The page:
I have added population data for 2011. Slovenia uses population registers to produce quarterly population reports. The report for the first quarter of 2011 is designated as the decennial census and complies with European Union directives.
There have been discussions for several years about reorganizing Slovenia into pokrajine (provinces). Under one proposal, the provinces would be the same as the current statistical regions, except that some names would be moderately changed and Savinjska statistical region would be split into Savinjska and Savinjsko-aleka pokrajine. (See also source .)
ISO 3166-2 Newsletter Number I-4 is dated 2002-12-10. It replaces the division of Slovenia into twelve statistical regions with a division into 193 municipalities. I have them listed as secondary subdivisions.
There are various ways of partitioning Slovenia. The basic building blocks seem to be the opčine (communes, or municipalities). There were 62 of them in 1991; 147 after a reorganization on 1994-10-04; and 192 after a referendum on 1998-08-07. There are 58 upravne enote (administrative units), which are almost all made up of one or more entire communes. There are other subdivisions called okrajna sodišča, okrožna sodišča, and višja sodišča. The Statistical Office of the Republic of Slovenia has defined twelve statistična regije (statistical regions). It remains to be seen which, if any, of these systems becomes established as a standard for Slovenia.
Erratum: In "Administrative Subdivisions of Countries", the statistical regions were incorrectly identified as administrative areas.
International standard ISO 3166-2 was published on December 15, 1998. It superseded ISO/DIS 3166-2 (draft international standard). For Slovenia, the draft standard showed no subdivisions. The final standard showed the twelve statistical regions. These regions and their codes are shown in the first table below. FIPS PUB 10-4 originally listed no subdivisions of Slovenia. Change 1, dated December 1, 1998, lists the 147 communes that existed before the 1998 referendum. They are shown on the Communes of Slovenia page.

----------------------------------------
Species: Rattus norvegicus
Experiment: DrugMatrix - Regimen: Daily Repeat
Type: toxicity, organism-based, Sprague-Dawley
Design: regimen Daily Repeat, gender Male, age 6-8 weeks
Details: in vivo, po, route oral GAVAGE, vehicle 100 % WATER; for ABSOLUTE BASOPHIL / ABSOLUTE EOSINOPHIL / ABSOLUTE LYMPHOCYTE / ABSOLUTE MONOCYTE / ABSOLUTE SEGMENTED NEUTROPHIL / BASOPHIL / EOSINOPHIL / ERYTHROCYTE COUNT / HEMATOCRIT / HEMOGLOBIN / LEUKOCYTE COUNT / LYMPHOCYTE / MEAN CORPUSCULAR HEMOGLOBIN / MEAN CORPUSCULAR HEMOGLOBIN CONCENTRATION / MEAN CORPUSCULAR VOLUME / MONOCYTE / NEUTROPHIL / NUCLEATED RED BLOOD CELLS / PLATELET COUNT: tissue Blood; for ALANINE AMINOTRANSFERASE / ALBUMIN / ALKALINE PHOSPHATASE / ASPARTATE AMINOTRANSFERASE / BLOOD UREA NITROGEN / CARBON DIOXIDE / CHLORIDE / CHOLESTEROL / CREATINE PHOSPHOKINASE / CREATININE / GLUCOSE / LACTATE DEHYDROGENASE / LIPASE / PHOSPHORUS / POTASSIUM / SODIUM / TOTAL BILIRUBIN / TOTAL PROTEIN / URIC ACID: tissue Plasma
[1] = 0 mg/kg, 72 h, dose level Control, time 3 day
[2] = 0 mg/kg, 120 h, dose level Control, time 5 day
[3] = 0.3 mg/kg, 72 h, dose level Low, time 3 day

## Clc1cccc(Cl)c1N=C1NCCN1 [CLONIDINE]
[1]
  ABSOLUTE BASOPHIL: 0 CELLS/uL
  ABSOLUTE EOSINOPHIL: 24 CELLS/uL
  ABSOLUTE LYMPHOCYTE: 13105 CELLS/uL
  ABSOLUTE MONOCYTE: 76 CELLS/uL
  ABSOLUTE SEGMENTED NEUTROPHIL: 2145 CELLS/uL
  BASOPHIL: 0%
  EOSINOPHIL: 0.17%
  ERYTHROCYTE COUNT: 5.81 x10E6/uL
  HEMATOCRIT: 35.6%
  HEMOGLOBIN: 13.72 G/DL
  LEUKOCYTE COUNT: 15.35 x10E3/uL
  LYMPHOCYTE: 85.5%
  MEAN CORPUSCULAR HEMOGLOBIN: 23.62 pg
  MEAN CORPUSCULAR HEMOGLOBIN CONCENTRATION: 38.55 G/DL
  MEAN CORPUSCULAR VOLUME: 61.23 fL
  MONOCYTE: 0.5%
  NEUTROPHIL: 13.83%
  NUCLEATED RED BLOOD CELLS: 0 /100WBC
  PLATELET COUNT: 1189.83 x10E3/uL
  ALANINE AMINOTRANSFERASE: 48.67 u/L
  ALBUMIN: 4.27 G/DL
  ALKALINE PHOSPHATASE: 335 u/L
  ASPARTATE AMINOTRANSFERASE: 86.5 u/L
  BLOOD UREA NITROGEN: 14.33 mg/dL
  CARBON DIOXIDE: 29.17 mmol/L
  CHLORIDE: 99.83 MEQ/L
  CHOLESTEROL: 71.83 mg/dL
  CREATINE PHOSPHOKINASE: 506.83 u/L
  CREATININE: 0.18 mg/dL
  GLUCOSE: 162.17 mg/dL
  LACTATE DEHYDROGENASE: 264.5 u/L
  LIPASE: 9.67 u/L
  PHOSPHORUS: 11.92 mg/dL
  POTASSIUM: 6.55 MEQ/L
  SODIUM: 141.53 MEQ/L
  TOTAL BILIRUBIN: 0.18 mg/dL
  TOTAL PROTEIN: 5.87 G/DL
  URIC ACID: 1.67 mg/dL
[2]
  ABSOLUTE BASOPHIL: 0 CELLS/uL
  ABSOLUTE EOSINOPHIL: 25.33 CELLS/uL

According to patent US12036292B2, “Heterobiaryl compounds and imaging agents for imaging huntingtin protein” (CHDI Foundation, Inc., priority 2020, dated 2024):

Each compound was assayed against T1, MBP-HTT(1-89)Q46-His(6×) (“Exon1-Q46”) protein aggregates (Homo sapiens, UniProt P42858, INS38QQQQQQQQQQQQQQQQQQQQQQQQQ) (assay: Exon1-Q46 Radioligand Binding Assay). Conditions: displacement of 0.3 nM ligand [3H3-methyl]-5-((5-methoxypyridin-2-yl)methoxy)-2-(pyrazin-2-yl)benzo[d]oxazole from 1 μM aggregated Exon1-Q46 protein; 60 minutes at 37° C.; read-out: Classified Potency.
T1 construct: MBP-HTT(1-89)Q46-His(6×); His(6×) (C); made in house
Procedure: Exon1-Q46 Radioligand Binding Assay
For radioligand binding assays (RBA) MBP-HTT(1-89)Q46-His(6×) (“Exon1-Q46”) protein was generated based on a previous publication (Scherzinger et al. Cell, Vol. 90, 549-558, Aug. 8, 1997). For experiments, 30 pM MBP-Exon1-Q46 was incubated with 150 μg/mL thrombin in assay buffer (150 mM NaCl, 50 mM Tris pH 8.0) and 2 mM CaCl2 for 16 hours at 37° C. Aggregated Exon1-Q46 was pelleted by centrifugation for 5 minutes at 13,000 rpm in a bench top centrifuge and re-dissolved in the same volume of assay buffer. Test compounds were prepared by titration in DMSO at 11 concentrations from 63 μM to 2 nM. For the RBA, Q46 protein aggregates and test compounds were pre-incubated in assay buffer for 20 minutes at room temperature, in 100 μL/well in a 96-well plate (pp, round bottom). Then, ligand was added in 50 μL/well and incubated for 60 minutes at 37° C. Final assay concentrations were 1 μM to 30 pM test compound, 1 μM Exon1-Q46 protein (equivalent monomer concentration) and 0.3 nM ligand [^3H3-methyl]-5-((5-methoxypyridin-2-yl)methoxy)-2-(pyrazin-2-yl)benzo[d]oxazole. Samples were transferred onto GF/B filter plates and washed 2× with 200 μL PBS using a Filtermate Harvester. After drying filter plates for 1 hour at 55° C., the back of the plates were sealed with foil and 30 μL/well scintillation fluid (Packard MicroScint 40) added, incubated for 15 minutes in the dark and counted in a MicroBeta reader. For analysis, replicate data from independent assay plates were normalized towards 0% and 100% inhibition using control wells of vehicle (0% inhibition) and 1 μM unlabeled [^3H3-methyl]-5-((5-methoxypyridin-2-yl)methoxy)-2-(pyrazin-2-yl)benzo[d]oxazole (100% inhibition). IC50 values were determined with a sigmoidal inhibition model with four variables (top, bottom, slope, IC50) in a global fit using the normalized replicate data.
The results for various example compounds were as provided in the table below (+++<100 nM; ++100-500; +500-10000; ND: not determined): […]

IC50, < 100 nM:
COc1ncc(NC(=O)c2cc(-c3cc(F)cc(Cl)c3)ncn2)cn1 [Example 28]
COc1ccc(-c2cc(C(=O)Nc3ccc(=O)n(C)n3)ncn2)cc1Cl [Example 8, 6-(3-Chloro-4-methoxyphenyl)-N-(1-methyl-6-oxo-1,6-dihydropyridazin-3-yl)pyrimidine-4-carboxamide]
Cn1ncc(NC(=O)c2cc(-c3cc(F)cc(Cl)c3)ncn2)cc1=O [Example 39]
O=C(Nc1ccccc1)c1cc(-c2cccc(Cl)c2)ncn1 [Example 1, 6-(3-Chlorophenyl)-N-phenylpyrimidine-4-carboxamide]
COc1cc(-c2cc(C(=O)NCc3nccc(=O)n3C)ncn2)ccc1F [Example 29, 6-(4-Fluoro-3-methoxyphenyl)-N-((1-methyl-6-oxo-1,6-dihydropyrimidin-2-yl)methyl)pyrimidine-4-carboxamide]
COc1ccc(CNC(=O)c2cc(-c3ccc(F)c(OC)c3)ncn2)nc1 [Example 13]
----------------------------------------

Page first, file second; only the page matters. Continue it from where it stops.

Before World War I, Slovenia was part of the Austro-Hungarian Empire. It consisted of Carniola and parts of Carinthia, Coastland, and Styria provinces of Austria, as well as small parts of Vasvár and Zala counties of Hungary. In the aftermath of World War I, this area was divided between the Kingdom of Serbs, Croats, and Slovenes (later Yugoslavia) and Italy. The border between Italy and Yugoslavia wasn't settled until 1924. In the settlement, Italy received Istria. Yugoslavia was occupied by the axis powers in World War II. After the war, Istria was joined to Yugoslavia. Part of it went to Croatia; the rest eventually became Južna Primorska and Severna Primorska in Slovenia. Meanwhile, Trieste became an independent city in 1947. Its territory was divided into the A Zone (north) and the B Zone (south). In 1954, the B Zone was annexed to Yugoslavia. Slovenia received part of it. On 1991-10-08, Slovenia declared independence from Yugoslavia.
from ethnic name Slovene, a variant of Slav
Slovenia is divided into twelve statistična regije (statistical regions).
|Zasavska||44,222||45,436||264||102||Zagorje ob Savi|
Slovenia uses four-digit postal codes. Slovene addresses can be identified by prefixing the postal codes with "SI-".
See the Communes of Slovenia page.
It appears that after Slovenia became independent in 1991, it had 62 opčine (communes, although the CIA World Factbook described them as pokrajine [provinces]). The number of communes grew to 146 in 1995, and 210 in 2006. There are also several sets of higher-level divisions, which are defined as groups of communes. I felt that over 200 divisions was too long a listing for such a small country, especially since the communes change fairly often. I chose a set of divisions which seem to be in current use, although they may not have a legal basis. There is another set of 58 divisions, intermediate between the statistical regions and the communes, called upravne enote (administrative units).
New proposed NUTS codes for Slovenia were issued on 2004-09-15. They all began with
SI00. I don't know whether they were ever
actually used. The NUTS codes in effect as of 2007-02 are shown here. There are also two "cohesion regions": Vzhodna Slovenija (East
SI01) and Zahodna Slovenija (West Slovenia,
SI02). The first four characters of the NUTS code for a
statistical region show which cohesion region it belongs to.
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